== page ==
A well directed bouncer at England's Ben Stokes

One of the most lethal deliveries in cricket, Bouncer is synonymous to fast bowling. It is the ball that is pitched short in length and is directed at head-height. A well-directed bouncer can do more than just tremble the batsman. Due to its jeopardous nature, the rules regarding the Bouncer have been changed many times. As of now, a bowler is allowed to bowl two bouncers per over in ODIs and one in T20s. English bowlers infamously used this bowling technique during the 1932-33 Ashes, which later came to be known as the Bodyline Series, to get Sir Don Bradman out. The unfortunate death of Phil Hughes at the age of 25 caused even more concerns about bouncers in modern-day Cricket. However, it continues to play a crucial role in both tests and limited-overs cricket.


An inswinger is the ball that comes in after pitching on good length. Inswingers are one of the hardest deliveries to master. Bowler holds the seam of the ball with the index finger. The middle finger is to be slightly out of the ball. The seam position is towards fine leg while releasing the ball. The swing is mostly done from the outside of the crease. There are high chances of the batsman being bowled and LBW with this ball. Bhuvneshwar Kumar is currently one of the finest inswing bowlers because of the angle he creates with his action.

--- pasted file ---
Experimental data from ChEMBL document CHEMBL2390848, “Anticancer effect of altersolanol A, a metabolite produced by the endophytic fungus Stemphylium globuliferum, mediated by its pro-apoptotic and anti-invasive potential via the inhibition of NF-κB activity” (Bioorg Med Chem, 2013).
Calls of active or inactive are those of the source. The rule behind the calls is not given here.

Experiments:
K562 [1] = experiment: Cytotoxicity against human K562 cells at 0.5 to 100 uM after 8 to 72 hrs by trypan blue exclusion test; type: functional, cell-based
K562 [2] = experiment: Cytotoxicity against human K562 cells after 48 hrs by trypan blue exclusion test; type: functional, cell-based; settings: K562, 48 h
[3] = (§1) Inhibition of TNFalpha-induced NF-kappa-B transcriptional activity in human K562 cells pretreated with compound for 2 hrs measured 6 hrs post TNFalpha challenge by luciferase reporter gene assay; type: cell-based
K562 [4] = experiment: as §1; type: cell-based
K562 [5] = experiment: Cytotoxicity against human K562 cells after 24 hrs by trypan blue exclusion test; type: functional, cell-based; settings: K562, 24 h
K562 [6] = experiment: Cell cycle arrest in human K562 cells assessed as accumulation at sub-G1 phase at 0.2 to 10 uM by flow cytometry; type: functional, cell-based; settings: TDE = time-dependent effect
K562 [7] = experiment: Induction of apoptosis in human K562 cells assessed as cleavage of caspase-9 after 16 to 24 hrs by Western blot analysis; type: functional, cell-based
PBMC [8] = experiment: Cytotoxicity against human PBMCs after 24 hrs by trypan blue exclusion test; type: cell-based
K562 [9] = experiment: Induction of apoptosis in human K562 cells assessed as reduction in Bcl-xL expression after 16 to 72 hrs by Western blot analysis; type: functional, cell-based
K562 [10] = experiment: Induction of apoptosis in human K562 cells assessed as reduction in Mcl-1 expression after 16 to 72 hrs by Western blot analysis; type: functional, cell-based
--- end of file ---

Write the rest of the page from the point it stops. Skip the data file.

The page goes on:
An outswinger is regarded as the perfect setup for a right-handed batter in test cricket. The ball is pitched at good length on around fourth stump and moves outwards. The slip fielder waits for even the faintest of edges, this sounds like a dream scenario for any swing bowler. A batter can drive an outswinger beautifully while a bowler always have a chance of getting the edge. An outswinger is a treat for eyes in either ways. Outswingers force the batsman to chase the ball and even many technically sound batters have fallen in this trap.